# Stereo Map Disparity Values

I successfully generated my depth map and printed out some x,y coordinates and its corresponding disparity. Through disparity, we could integrate distance measurement. The problem is, how can I have static disparity values? when I output them, its disparity value fluctuates? Is this normal or i would have some adjustments?

Btw, i am using 2rgb cameras in a live feed

So i click a specific point in the map, (the red circles are the disparity values in an x,y coordinate) As you can see the 4th & 5th circle show different disparity values. It fluctuated from the first 3

str(disp[y,x]), str(filteredImg[y,x] y x coordinate y x in the disparity map

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Not that much information are provided, so I try to be exhaustive as much as I can.

Starting from the beginning, you get the disparity map from the left and right images. This disparity map is static, that means that if you run the disparity map computation over and over with the same L and R images and the same algorithm you'll have always the same disparity map (if you don't change the left and right images, of course!).

What you mean for output, you display the disparity map or in terms of values?

In the first case the disparity map must look always the same if you use the same images and the same algorithm each execution. In that case, if you encounter changes, I'll probably check if there is some randomized things inside your algorithm.

If you mean printing value maybe you're just getting the value in the bad way. Check the matrix type and verify that you access it with the correct data type or you'll get wrong values. For instance, a CV_64F can't be printed as a CV_8U matrix.

more

Thankyou for the effort & sorry for giving less information. So i am not using still images, my input are from live video feed from two logitech cameras.

In my observation my rectification was complete okay. No distortion at all so i am posting the code where the disparity map was generated. Note: dispL & dispR are the output from stereo.compute and grayL & grayR are the output from cv2.remap

# Using the WLS filter
filteredImg= wls_filter.filter(dispL,grayL,None,dispR)
filteredImg = cv2.normalize(src=filteredImg, dst=filteredImg, beta=1, alpha=255,
norm_type=cv2.NORM_MINMAX, dtype=cv2.CV_32F);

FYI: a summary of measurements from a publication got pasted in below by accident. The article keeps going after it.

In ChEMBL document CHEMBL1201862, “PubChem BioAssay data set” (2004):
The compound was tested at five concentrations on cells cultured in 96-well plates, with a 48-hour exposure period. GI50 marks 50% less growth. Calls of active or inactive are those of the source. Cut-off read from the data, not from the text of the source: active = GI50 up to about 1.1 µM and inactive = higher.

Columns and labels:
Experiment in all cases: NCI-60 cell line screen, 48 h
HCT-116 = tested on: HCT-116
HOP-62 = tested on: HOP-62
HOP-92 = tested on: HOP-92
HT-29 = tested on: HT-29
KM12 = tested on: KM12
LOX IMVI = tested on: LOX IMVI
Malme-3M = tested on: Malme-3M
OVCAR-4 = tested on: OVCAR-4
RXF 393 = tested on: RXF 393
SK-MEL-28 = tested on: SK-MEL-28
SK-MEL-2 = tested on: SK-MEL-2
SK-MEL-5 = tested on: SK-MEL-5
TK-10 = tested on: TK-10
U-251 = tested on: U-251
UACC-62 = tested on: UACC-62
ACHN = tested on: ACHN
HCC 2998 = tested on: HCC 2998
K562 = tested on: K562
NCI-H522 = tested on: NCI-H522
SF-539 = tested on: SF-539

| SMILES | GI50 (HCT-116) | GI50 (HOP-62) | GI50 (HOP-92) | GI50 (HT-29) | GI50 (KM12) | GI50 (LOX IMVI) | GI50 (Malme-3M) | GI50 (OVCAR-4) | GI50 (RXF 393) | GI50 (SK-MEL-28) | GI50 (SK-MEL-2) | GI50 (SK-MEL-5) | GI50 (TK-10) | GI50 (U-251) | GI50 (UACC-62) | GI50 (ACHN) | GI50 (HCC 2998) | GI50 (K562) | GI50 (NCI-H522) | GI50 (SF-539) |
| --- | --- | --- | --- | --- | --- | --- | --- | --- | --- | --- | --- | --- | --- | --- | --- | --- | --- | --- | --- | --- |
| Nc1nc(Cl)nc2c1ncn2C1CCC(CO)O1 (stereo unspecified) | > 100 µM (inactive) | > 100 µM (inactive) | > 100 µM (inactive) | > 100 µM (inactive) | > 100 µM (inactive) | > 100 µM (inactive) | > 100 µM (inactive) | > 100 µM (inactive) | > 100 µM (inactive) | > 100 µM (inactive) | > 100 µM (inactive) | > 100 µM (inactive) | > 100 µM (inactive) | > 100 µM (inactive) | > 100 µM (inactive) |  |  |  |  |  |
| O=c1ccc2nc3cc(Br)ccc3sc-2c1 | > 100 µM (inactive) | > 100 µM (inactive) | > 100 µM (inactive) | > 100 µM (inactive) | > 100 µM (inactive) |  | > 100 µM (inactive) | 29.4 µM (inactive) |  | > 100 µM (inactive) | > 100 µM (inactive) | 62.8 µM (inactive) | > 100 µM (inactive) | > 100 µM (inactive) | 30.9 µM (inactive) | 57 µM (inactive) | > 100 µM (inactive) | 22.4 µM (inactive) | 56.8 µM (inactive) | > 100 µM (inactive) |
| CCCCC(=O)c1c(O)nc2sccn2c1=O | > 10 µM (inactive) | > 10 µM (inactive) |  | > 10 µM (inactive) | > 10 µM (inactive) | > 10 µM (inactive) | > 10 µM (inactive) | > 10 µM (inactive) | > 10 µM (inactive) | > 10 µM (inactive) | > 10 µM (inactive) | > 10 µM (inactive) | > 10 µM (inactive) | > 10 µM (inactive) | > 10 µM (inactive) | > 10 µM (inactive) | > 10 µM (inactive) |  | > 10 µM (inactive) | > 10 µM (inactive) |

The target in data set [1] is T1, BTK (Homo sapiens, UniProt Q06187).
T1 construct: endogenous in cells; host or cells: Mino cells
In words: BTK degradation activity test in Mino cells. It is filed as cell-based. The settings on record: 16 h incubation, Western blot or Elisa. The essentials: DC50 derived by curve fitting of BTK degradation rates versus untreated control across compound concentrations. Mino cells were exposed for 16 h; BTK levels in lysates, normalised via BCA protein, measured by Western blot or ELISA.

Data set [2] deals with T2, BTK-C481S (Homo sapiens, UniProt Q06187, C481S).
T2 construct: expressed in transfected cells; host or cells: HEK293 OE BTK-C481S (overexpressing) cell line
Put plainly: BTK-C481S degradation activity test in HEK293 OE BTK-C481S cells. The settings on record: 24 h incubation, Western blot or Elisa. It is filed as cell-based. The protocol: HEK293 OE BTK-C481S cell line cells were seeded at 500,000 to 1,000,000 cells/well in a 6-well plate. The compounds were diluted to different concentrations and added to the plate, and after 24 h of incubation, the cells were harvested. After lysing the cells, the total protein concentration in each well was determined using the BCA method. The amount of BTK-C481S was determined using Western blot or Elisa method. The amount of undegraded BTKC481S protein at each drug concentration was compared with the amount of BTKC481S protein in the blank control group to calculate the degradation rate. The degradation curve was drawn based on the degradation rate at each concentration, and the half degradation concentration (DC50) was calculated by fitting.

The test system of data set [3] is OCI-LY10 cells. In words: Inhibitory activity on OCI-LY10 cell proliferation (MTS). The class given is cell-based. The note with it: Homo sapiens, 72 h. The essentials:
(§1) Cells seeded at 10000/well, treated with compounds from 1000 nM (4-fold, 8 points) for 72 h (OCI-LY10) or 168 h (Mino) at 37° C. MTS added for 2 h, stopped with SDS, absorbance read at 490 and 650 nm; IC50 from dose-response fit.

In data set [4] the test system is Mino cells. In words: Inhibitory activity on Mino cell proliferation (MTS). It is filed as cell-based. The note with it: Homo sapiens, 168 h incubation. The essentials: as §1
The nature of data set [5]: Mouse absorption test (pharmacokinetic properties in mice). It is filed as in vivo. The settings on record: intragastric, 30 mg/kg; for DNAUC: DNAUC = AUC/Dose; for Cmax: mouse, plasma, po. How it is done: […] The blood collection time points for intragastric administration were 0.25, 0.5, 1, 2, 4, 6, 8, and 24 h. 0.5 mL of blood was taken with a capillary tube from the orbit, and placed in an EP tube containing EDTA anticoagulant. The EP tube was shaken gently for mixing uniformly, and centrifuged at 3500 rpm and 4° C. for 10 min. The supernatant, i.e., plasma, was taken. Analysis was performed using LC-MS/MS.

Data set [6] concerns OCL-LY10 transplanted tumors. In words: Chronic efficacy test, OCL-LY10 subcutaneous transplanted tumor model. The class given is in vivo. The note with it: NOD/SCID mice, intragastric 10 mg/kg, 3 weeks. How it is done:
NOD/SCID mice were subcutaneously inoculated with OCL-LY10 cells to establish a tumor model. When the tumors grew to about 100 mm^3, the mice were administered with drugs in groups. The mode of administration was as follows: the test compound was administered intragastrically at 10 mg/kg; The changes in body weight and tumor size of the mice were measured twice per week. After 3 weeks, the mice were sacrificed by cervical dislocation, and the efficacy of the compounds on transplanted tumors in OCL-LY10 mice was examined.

filteredImg = np.uint8(filteredImg)
cv2.imshow('Disparity',filteredImg)


Moreover...

( 2019-02-19 10:50:21 -0600 )edit

Through a def function using mouse click button i can output the x,y coordinate & its disparity values from filteredImg.

def coords_mouse_disp(event,x,y,flags,param): if event == cv2.EVENT_LBUTTONDBLCLK: print (str(x),str(y),str(disp[y,x]),str(filteredImg[y,x]))

Then from python shell, filteredImg[y,x] or the disparity values in a given point. Is not static. (please see attached image above, ill edit my post) thankyou @HYPEREGO

( 2019-02-19 10:56:15 -0600 )edit

The algorithms for stereo match and disparity are quite sensitive to frame-by-frame or camera-to-camera illumination changes and imager noise, especially if there are over/underexposure areas. This may cause unstable ripples, waves, and artifacts along edges. Controlling illumination and using L+R images collected under identical illumination (at same time) may help. Pulising illumination, unsynchronized L+R exposure start, glare/reflection/transparency, rolling shutters can contribute to this.

Also, self-similar pattern matching (especially when the window size is too small) can result in all-out confusion (ex: stereo match disparity of a checkerboard or dot pattern, or low contrast areas of the image - a random projector pattern can help here if contrast is adequate).

( 2019-02-19 14:04:17 -0600 )edit

Oh so the light exposure in the environment or the L+R images from my calibration can be the factor? Can it be adjusted through WLS filter or StereoSGBM parameters?

( 2019-02-19 18:35:16 -0600 )edit
2

Since you're using live stream video, it is ok that in a certain point the disparity value change, due to what opalmirror have underlined; algorithm can have some uncertainty, especially SGBM and similar.

Let's try this: run the algorithm using two static images (try Tsukuba on Middlebury dataset, for example) and see if there are changes on values, so you can validate your result and eventually think about how to fix it; since there are only a small difference between the disparity values, maybe just a post-processing will work.

( 2019-02-20 04:33:22 -0600 )edit

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